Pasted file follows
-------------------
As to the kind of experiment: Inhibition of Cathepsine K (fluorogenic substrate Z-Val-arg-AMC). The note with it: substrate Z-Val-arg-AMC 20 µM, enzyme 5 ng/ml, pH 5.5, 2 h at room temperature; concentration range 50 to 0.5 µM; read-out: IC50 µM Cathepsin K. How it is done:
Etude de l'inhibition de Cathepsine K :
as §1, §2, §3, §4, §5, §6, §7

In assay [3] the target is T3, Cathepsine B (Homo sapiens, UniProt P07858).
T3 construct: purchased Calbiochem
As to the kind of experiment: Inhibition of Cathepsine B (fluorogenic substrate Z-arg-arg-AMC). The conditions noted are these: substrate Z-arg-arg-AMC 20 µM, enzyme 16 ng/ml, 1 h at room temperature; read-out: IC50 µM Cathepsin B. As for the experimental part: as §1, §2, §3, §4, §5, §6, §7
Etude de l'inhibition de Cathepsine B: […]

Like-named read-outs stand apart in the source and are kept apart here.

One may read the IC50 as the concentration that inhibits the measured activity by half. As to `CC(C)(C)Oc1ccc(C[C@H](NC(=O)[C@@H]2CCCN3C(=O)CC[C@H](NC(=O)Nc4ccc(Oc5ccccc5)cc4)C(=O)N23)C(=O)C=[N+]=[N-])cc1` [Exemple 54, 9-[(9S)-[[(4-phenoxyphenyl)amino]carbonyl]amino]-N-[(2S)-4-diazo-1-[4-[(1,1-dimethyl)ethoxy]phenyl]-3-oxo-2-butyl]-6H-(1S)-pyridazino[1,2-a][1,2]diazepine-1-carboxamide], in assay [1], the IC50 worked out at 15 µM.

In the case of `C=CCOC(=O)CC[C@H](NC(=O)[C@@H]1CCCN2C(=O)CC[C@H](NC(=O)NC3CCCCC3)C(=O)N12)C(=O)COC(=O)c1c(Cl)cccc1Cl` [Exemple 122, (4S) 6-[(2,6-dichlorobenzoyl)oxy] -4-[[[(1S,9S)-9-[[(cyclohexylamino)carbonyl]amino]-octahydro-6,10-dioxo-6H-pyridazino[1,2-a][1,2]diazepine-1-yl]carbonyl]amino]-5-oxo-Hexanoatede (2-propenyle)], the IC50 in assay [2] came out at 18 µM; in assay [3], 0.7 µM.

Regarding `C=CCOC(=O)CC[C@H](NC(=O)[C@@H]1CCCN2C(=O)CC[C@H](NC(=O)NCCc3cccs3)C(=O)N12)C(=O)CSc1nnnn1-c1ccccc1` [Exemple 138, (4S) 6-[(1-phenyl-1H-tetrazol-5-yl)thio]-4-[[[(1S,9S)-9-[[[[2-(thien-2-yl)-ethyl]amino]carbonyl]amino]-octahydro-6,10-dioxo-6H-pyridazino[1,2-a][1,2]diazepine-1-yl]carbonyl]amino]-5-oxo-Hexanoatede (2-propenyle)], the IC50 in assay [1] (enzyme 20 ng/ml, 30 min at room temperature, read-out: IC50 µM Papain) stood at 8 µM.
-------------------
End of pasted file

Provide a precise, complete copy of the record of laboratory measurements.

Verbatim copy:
As to the kind of experiment: Inhibition of Cathepsine K (fluorogenic substrate Z-Val-arg-AMC). The note with it: substrate Z-Val-arg-AMC 20 µM, enzyme 5 ng/ml, pH 5.5, 2 h at room temperature; concentration range 50 to 0.5 µM; read-out: IC50 µM Cathepsin K. How it is done:
Etude de l'inhibition de Cathepsine K :
as §1, §2, §3, §4, §5, §6, §7

In assay [3] the target is T3, Cathepsine B (Homo sapiens, UniProt P07858).
T3 construct: purchased Calbiochem
As to the kind of experiment: Inhibition of Cathepsine B (fluorogenic substrate Z-arg-arg-AMC). The conditions noted are these: substrate Z-arg-arg-AMC 20 µM, enzyme 16 ng/ml, 1 h at room temperature; read-out: IC50 µM Cathepsin B. As for the experimental part: as §1, §2, §3, §4, §5, §6, §7
Etude de l'inhibition de Cathepsine B: […]

Like-named read-outs stand apart in the source and are kept apart here.

One may read the IC50 as the concentration that inhibits the measured activity by half. As to `CC(C)(C)Oc1ccc(C[C@H](NC(=O)[C@@H]2CCCN3C(=O)CC[C@H](NC(=O)Nc4ccc(Oc5ccccc5)cc4)C(=O)N23)C(=O)C=[N+]=[N-])cc1` [Exemple 54, 9-[(9S)-[[(4-phenoxyphenyl)amino]carbonyl]amino]-N-[(2S)-4-diazo-1-[4-[(1,1-dimethyl)ethoxy]phenyl]-3-oxo-2-butyl]-6H-(1S)-pyridazino[1,2-a][1,2]diazepine-1-carboxamide], in assay [1], the IC50 worked out at 15 µM.

In the case of `C=CCOC(=O)CC[C@H](NC(=O)[C@@H]1CCCN2C(=O)CC[C@H](NC(=O)NC3CCCCC3)C(=O)N12)C(=O)COC(=O)c1c(Cl)cccc1Cl` [Exemple 122, (4S) 6-[(2,6-dichlorobenzoyl)oxy] -4-[[[(1S,9S)-9-[[(cyclohexylamino)carbonyl]amino]-octahydro-6,10-dioxo-6H-pyridazino[1,2-a][1,2]diazepine-1-yl]carbonyl]amino]-5-oxo-Hexanoatede (2-propenyle)], the IC50 in assay [2] came out at 18 µM; in assay [3], 0.7 µM.

Regarding `C=CCOC(=O)CC[C@H](NC(=O)[C@@H]1CCCN2C(=O)CC[C@H](NC(=O)NCCc3cccs3)C(=O)N12)C(=O)CSc1nnnn1-c1ccccc1` [Exemple 138, (4S) 6-[(1-phenyl-1H-tetrazol-5-yl)thio]-4-[[[(1S,9S)-9-[[[[2-(thien-2-yl)-ethyl]amino]carbonyl]amino]-octahydro-6,10-dioxo-6H-pyridazino[1,2-a][1,2]diazepine-1-yl]carbonyl]amino]-5-oxo-Hexanoatede (2-propenyle)], the IC50 in assay [1] (enzyme 20 ng/ml, 30 min at room temperature, read-out: IC50 µM Papain) stood at 8 µM.